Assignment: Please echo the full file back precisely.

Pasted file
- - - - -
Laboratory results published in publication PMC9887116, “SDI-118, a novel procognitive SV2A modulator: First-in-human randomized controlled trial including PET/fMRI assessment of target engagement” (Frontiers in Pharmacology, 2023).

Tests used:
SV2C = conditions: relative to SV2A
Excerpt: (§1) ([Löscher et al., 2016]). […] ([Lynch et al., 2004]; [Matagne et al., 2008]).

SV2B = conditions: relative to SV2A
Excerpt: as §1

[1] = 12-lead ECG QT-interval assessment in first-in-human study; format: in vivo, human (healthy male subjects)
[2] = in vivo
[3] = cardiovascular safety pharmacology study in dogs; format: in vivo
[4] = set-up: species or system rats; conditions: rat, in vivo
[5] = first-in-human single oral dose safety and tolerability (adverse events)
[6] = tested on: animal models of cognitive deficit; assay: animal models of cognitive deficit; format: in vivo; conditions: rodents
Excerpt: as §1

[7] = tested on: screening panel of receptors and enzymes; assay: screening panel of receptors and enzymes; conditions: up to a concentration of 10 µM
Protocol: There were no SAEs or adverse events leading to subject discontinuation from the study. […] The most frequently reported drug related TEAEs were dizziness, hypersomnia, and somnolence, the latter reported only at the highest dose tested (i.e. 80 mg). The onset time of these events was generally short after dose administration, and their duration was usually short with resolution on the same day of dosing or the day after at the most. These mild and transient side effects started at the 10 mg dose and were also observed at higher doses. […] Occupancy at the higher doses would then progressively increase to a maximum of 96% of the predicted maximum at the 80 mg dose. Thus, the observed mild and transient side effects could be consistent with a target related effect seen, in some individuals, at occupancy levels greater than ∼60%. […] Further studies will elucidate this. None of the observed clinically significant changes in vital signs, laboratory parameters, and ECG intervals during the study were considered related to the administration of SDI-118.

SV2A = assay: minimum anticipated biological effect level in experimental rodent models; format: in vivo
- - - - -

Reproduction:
Laboratory results published in publication PMC9887116, “SDI-118, a novel procognitive SV2A modulator: First-in-human randomized controlled trial including PET/fMRI assessment of target engagement” (Frontiers in Pharmacology, 2023).

Tests used:
SV2C = conditions: relative to SV2A
Excerpt: (§1) ([Löscher et al., 2016]). […] ([Lynch et al., 2004]; [Matagne et al., 2008]).

SV2B = conditions: relative to SV2A
Excerpt: as §1

[1] = 12-lead ECG QT-interval assessment in first-in-human study; format: in vivo, human (healthy male subjects)
[2] = in vivo
[3] = cardiovascular safety pharmacology study in dogs; format: in vivo
[4] = set-up: species or system rats; conditions: rat, in vivo
[5] = first-in-human single oral dose safety and tolerability (adverse events)
[6] = tested on: animal models of cognitive deficit; assay: animal models of cognitive deficit; format: in vivo; conditions: rodents
Excerpt: as §1

[7] = tested on: screening panel of receptors and enzymes; assay: screening panel of receptors and enzymes; conditions: up to a concentration of 10 µM
Protocol: There were no SAEs or adverse events leading to subject discontinuation from the study. […] The most frequently reported drug related TEAEs were dizziness, hypersomnia, and somnolence, the latter reported only at the highest dose tested (i.e. 80 mg). The onset time of these events was generally short after dose administration, and their duration was usually short with resolution on the same day of dosing or the day after at the most. These mild and transient side effects started at the 10 mg dose and were also observed at higher doses. […] Occupancy at the higher doses would then progressively increase to a maximum of 96% of the predicted maximum at the 80 mg dose. Thus, the observed mild and transient side effects could be consistent with a target related effect seen, in some individuals, at occupancy levels greater than ∼60%. […] Further studies will elucidate this. None of the observed clinically significant changes in vital signs, laboratory parameters, and ECG intervals during the study were considered related to the administration of SDI-118.

SV2A = assay: minimum anticipated biological effect level in experimental rodent models; format: in vivo